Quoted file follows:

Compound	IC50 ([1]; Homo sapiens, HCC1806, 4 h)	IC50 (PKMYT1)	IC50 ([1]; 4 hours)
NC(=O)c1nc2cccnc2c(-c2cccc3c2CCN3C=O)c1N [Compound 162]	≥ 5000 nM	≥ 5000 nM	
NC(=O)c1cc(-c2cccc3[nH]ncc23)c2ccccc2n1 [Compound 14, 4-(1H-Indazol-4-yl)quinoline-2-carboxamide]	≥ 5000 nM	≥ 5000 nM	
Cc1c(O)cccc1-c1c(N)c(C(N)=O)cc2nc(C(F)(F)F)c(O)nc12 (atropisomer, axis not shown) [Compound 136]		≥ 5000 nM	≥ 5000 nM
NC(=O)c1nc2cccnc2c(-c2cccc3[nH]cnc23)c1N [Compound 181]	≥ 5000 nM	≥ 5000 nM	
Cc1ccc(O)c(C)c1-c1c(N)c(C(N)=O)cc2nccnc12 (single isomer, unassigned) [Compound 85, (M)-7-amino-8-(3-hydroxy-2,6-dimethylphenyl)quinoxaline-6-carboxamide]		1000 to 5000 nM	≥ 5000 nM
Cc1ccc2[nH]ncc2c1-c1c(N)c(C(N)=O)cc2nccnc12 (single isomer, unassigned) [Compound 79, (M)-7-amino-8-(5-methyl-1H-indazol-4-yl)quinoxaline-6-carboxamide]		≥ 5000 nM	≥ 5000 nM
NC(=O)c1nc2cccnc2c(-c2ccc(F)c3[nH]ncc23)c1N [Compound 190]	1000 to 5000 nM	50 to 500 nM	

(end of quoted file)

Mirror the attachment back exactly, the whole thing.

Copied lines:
Compound	IC50 ([1]; Homo sapiens, HCC1806, 4 h)	IC50 (PKMYT1)	IC50 ([1]; 4 hours)
NC(=O)c1nc2cccnc2c(-c2cccc3c2CCN3C=O)c1N [Compound 162]	≥ 5000 nM	≥ 5000 nM	
NC(=O)c1cc(-c2cccc3[nH]ncc23)c2ccccc2n1 [Compound 14, 4-(1H-Indazol-4-yl)quinoline-2-carboxamide]	≥ 5000 nM	≥ 5000 nM	
Cc1c(O)cccc1-c1c(N)c(C(N)=O)cc2nc(C(F)(F)F)c(O)nc12 (atropisomer, axis not shown) [Compound 136]		≥ 5000 nM	≥ 5000 nM
NC(=O)c1nc2cccnc2c(-c2cccc3[nH]cnc23)c1N [Compound 181]	≥ 5000 nM	≥ 5000 nM	
Cc1ccc(O)c(C)c1-c1c(N)c(C(N)=O)cc2nccnc12 (single isomer, unassigned) [Compound 85, (M)-7-amino-8-(3-hydroxy-2,6-dimethylphenyl)quinoxaline-6-carboxamide]		1000 to 5000 nM	≥ 5000 nM
Cc1ccc2[nH]ncc2c1-c1c(N)c(C(N)=O)cc2nccnc12 (single isomer, unassigned) [Compound 79, (M)-7-amino-8-(5-methyl-1H-indazol-4-yl)quinoxaline-6-carboxamide]		≥ 5000 nM	≥ 5000 nM
NC(=O)c1nc2cccnc2c(-c2ccc(F)c3[nH]ncc23)c1N [Compound 190]	1000 to 5000 nM	50 to 500 nM	